from very positive to moderately negative. Not all changes were improvements. For instance, labor
participation_A decreased from having a strong positive loading to have a very weak positive loading.
Figure 7 shows the scatterplot of cognitive ability and the corrected S scores.
Now we see the expected pattern. Okinawa is an outlier, but it is reasonably close to the regression line.
If Okinawa is excluded, the correlation decreases to .54 [95CI: .29 to .72].
Figure 8 shows Jensen's method applied as before.
Figure 7: Scatterplot of cognitive ability and S scores from the
corrected analysis.
And again, we see familiar results. Cognitive ability is more strongly related to the socioeconomic
variables that are more strongly related to other socioeconomic variables (=higher S loading).
Additionally, I tried the same analyses as above with ranked data. This produced similar but slightly
weaker results (cognitive ability x S = .56, Jensen's coef. = .70). This could but does not necessarily
mean that non-linearity or outliers were inflating the results; it may be that transforming the data to a
lower level of measurement (ordinal from interval) obscures important patterns.
10. Discussion and conclusion
The results from Japanese prefectures are markedly different from those from other studies in that from
the uncorrected data, no clear S could be extracted, the loadings did not generally fit the S factor
pattern (good outcomes with positive loadings, bad outcomes with negative loadings) and if one tried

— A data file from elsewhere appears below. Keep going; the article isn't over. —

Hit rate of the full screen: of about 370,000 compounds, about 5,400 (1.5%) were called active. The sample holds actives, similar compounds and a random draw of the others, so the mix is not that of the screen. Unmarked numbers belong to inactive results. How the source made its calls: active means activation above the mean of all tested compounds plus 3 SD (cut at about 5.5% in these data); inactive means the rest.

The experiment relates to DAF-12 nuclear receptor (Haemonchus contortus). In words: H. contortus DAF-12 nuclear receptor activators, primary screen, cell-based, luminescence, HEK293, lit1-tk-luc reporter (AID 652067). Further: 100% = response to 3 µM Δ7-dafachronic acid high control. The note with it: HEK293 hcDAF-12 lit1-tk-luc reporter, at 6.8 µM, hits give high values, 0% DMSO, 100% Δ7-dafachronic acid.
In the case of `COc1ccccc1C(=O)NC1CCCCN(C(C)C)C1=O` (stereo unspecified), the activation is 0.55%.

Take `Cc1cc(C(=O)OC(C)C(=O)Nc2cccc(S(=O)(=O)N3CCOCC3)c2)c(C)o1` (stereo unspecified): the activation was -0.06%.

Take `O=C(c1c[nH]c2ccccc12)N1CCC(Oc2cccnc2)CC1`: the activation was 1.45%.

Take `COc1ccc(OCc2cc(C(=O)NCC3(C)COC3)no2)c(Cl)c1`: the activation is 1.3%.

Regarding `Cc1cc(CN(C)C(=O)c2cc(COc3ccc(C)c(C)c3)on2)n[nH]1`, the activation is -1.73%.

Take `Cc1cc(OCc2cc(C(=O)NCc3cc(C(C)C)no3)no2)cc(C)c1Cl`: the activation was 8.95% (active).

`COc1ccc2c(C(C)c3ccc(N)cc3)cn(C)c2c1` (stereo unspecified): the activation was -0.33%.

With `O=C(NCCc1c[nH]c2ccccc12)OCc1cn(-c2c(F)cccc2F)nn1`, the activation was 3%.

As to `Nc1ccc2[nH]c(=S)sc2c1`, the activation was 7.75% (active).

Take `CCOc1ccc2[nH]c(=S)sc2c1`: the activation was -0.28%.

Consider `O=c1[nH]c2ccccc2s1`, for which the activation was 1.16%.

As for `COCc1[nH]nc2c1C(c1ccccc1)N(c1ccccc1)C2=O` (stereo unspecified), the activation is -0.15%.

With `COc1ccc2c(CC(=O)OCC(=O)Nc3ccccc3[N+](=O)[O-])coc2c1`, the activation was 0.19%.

extracting factor scores anyway, they did not correlate substantially with cognitive ability.
However, in an exploratory (unplanned) analysis, it was found that if one removes the effect of (the log
of) population density, the usual S factor study pattern emerges: the loadings go in expected directions,
S can be reliably extracted from different samples of indicators, S correlates strongly with cognitive
ability, and Jensen's method indicates that the relationship is due mostly to S, not other variance.
Thus it would seem that Japan is odd in that the large differences in population density between the
prefectures almost totally obscure the S pattern (Tokyo has a population density 92 times that of
Hokkaido). Previous S factor studies did not correct for population density even when marked
differences were present7 and still found relatively pure S factors that correlated strongly with cognitive
7 For instance, for the United States, New Jersey has a population density 931 times larger than that of Alaska and 202
times larger than that of Wyoming. Numbers from Wikipedia (“List of U.S. states by population density,” 2015).
Figure 8: Jensen's method with reversing for the corrected S factor. The suffix
“_r” means that the variable was reversed.
ability, so it is somewhat of a mystery why the control would be needed for Japanese prefectures. It
would be worthwhile to re-do all the previous 'state'-level S factor studies with a similar control for
population density and see how this affects the results. Finally, during the review, Noah Carl pointed
out that Lynn (1979) employed a similar control and observed that this can have large effects (see also
Kirkegaard (2015g) for a reanalysis that study).
Strengths of the study include the relatively large number of cases (N=47), large number of indicators
(N=44) and the good quality of the cognitive ability estimates. With the caveat that the control for
population density was unplanned, the results conform to the pattern found in previous studies.
Supplementary material and acknowledgments
Open peer review thread:
Supplementary material including datasets and R code:
Thanks to Kenya Kura for obtaining data from Japanese-language sources for the present study.
Thanks to John Fuerst for proofreading.
Thanks to LJ Zigerell, Bryan Pesta and Noah Carl for reviewing the paper.
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... 4. Addition of a control for population density before factor analyzing using the standard method. This had first been done by Kirkegaard (2016a) in his study of regional inequality in Japan. This was an exploratory control to see how it would affect results in order to help interpret the unusual Japanese results. ...